ALL OVER THE PLACE – a guest blog for Christmas and the New Year
Margaret Dunlop, proud owner of this blog site, is too busy preparing for Christmas. That means endless cooking and baking, decorating the house and tidying up after her husband. So she has asked her husband, that’s me, to write a blog for Christmas – and that is likely to be all over the place. Don’t expect literary prowess as I am only used to writing scientific papers and a couple of textbooks (animal breeding, genetics and my favourite “the Yak”) and that style of pedantic writing is miles away from the novel – never mind chicklit. Sadly, I also lack the ability for the subtle humour of my significant other – but read on.
Here are some of our thoughts for the year that is nearly past. Let’s leave out most of the personal stuff which includes our gratitude to our National Health Service (a hint here!), frustration at airports, incredulity that nearly everybody, but especially the young, have their mobile phones glued to their ears most of the time, or on their laps - texting. That of course leads effortlessly to other areas of surprise such as the appropriation of lovely words in the English language to mean something entirely new – or at least skewed. The latest of these is the craze for “selfies” referred to by Margaret in her last blog. The word actually means a photo taken of oneself by oneself (I took one of myself in a mirror to remind me how horrible I looked with a moustache before shaving it off – and that was in the 1950’s!). Now they tell us that it has to be a photo of oneself taken with a mobile phone with arm outstretched. No doubt mobile phone manufacturers are rubbing their hands with glee.
On a more serious note, we (that’s both Margaret and this scribe) are sad that the world seems not to be a better place and the end of 2013. There are still wars, ethnic and religious strife, sectarian hatred, hunger and disease for many, climate change deniers, several natural disasters from hurricanes, floods, earth quakes and catastrophic droughts, gross inequality of living standards both within and between nations – and all in a world that should be crying out for peace, tolerance, good will, caring and fairness.
With a disclaimer from Margaret who thinks it’s not a topic for Christmas, I want to add that politicians, the supposed leaders in our societies, are not helping much as they seem to be concerned with the short term only, with putting their opponents to disadvantage (irrespective often of the merits of the case) and with staying in power. Our own government (that’s the one in London, not the Scottish one in Edinburgh) is now pretending to think long-term by making promises for 2020 and 2025 – how credulous do they think we are? And the Scottish National Party government in Edinburgh hopes to persuade us that manna will come again from heaven if only we were a nation independent of the rest of the UK (how credulous ... ?).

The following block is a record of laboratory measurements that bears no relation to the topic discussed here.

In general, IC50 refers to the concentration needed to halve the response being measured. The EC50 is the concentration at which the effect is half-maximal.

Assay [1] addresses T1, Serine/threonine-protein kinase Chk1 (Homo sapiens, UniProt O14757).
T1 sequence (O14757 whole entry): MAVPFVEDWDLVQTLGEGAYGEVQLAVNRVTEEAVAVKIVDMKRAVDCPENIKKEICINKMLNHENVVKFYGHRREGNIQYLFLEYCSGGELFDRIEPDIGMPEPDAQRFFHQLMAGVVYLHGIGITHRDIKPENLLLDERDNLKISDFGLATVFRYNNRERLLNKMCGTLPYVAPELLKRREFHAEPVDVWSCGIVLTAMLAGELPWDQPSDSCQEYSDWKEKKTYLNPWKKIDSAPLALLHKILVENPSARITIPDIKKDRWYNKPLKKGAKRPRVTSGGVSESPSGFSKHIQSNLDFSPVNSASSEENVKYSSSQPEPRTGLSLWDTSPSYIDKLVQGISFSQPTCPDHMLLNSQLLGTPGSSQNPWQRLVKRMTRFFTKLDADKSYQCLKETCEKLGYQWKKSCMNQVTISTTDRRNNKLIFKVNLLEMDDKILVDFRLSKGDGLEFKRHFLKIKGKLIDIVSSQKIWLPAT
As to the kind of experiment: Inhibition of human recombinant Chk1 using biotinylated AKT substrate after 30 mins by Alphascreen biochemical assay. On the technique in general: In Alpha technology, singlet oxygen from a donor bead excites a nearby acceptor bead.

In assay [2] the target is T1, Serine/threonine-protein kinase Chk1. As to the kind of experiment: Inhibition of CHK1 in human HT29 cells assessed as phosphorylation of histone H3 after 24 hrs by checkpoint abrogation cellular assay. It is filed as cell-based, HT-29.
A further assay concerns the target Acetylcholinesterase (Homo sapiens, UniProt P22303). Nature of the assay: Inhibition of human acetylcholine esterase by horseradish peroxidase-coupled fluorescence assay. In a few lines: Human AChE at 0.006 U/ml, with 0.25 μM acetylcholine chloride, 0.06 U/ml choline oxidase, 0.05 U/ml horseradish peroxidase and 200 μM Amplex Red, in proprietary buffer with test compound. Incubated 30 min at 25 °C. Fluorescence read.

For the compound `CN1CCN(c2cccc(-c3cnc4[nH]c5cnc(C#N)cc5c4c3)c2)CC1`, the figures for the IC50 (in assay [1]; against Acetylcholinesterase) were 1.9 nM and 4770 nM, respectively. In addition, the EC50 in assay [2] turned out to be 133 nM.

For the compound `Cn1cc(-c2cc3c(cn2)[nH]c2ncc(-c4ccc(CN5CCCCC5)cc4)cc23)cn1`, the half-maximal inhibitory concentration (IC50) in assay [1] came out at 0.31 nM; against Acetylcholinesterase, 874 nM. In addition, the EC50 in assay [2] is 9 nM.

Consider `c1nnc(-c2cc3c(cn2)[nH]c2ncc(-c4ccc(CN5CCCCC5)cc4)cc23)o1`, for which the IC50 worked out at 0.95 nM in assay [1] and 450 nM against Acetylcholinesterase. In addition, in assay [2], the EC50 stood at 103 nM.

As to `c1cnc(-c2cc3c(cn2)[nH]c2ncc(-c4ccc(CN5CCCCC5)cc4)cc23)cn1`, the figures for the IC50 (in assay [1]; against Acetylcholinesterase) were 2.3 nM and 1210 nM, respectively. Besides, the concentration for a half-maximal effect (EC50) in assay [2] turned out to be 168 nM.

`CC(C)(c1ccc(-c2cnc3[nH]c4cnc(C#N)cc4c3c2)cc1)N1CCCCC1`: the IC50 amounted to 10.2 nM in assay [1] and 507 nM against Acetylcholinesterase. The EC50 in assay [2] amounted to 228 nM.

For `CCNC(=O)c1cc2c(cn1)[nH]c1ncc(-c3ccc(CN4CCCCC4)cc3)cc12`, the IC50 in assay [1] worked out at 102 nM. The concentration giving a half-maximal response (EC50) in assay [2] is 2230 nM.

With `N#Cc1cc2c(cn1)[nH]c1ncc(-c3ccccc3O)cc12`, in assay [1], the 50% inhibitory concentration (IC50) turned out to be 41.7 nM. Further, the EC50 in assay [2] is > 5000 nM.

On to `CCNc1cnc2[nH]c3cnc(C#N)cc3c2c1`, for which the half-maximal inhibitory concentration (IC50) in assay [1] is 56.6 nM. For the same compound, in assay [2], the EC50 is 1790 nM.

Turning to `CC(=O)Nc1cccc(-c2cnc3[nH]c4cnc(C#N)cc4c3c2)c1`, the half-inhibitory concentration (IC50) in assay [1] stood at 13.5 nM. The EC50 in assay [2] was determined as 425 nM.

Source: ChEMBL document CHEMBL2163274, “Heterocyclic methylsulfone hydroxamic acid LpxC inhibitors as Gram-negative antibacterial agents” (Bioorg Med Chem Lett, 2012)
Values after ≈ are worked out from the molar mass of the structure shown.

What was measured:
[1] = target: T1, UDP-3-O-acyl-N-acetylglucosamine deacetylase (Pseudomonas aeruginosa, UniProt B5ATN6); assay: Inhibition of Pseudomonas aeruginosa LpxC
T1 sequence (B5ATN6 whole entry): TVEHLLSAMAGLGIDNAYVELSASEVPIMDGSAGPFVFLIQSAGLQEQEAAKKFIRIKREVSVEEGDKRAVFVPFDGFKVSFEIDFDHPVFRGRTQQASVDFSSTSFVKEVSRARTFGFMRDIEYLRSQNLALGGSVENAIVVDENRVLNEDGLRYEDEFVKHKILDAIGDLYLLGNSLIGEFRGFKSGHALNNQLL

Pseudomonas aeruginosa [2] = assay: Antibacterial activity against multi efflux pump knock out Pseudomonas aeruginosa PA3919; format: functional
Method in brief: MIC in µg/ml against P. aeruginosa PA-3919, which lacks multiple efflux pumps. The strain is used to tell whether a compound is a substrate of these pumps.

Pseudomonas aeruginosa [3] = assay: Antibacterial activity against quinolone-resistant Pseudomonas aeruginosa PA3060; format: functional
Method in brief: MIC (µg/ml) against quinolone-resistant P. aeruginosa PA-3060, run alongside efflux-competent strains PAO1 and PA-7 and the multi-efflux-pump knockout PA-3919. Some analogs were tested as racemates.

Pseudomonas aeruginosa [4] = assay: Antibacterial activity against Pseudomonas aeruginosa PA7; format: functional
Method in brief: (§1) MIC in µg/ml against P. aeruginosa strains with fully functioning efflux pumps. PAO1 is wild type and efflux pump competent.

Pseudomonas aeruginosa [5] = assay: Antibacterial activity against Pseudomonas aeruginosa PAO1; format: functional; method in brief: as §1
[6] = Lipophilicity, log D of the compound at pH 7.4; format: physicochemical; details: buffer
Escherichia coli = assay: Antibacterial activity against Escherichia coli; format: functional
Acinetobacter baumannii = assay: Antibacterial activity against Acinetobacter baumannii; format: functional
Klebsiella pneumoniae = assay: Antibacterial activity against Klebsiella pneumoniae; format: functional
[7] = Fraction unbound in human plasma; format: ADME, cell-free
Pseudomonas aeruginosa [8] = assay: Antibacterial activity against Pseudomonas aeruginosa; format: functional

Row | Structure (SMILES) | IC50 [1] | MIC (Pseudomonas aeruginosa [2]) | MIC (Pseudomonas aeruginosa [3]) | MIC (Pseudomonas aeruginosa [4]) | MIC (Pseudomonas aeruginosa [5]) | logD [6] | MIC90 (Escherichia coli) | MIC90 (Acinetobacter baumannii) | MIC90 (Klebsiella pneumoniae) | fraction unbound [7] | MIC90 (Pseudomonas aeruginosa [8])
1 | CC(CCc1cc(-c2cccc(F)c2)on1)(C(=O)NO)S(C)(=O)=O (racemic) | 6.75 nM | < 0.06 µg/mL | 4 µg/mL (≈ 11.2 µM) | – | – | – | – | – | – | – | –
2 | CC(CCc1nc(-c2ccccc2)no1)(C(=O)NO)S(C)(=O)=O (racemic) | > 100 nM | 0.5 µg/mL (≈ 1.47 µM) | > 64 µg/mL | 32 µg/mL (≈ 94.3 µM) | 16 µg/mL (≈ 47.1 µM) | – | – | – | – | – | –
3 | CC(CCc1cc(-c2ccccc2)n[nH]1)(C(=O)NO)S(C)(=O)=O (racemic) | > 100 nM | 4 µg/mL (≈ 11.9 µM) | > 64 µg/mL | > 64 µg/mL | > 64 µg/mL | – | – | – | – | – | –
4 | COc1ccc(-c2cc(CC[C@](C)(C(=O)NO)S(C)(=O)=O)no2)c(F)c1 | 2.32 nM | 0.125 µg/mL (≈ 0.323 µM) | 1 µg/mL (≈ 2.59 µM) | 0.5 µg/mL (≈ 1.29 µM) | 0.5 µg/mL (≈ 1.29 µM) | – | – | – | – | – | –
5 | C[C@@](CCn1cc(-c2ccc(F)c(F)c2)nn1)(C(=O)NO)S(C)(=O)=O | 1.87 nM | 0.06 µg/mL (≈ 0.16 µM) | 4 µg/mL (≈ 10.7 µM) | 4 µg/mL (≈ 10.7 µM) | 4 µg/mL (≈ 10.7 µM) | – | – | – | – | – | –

None of this sounds very cheery or as seasonable as it ought to be at this time of year when many of us celebrate Christmas with its deep underlying meaning and when most in the world look forward with hope to a New Year – even if it does not start on “our” January 1st for all.
So here are some things to be cheerful about: there is the potential from science and technology to transform lives everywhere for the better if the will and understanding can be mobilized. And we can feed the world if we are willing to accept changes to food production and reduce waste. In politics, someone like the late Nelson Mandela showed that it does not have to be conducted in the way it usually is. Culture and scholarship flourish, millions of young people are still enthused with idealism and not yet infected by the cynicism of many of their elders. As Margaret Dunlop (owner of this blog) is also an author we can marvel at the explosive expansion of self expression through indie publication. Large publishing houses no longer willing to support unknown authors, without an assured market and profit, have been effectively bypassed by the e-book trade. The only downside perhaps is that it becomes ever harder to sift the grain from the chaff – so to speak.
And on a cheery note, we marvel at a Hollyhock in our garden – in Inverness, a part of the country where the climate is not good for this “English” garden plant. Well, two days from Christmas and after cold, frost and even some snow, it is still flowering five months after it started to do so. That surely is a sign of the marvel of nature and an omen that good and beautiful things are here to stay. And with that, we (Margaret and her temporary scribe) wish all of you who have been able to read this screed to the end a very happy festive season and a Good New Year.